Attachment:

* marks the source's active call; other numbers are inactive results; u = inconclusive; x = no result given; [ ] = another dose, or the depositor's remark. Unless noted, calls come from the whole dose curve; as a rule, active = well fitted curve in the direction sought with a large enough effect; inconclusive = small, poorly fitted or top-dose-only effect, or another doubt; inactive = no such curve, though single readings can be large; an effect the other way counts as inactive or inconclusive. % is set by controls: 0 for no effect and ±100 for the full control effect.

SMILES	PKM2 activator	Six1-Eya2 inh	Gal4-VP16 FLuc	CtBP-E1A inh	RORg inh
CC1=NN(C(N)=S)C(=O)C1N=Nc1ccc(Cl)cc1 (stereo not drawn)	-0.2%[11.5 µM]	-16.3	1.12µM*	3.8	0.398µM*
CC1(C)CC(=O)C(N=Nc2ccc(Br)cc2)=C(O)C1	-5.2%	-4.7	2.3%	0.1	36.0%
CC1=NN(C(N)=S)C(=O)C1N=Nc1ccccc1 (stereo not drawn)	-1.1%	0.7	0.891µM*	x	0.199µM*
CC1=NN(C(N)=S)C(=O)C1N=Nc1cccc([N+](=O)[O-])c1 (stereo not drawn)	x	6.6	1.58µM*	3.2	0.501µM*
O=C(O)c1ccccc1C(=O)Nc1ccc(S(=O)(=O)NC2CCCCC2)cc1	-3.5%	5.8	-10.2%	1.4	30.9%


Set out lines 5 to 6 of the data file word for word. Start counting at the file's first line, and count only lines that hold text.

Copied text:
CC1=NN(C(N)=S)C(=O)C1N=Nc1ccccc1 (stereo not drawn)	-1.1%	0.7	0.891µM*	x	0.199µM*
CC1=NN(C(N)=S)C(=O)C1N=Nc1cccc([N+](=O)[O-])c1 (stereo not drawn)	x	6.6	1.58µM*	3.2	0.501µM*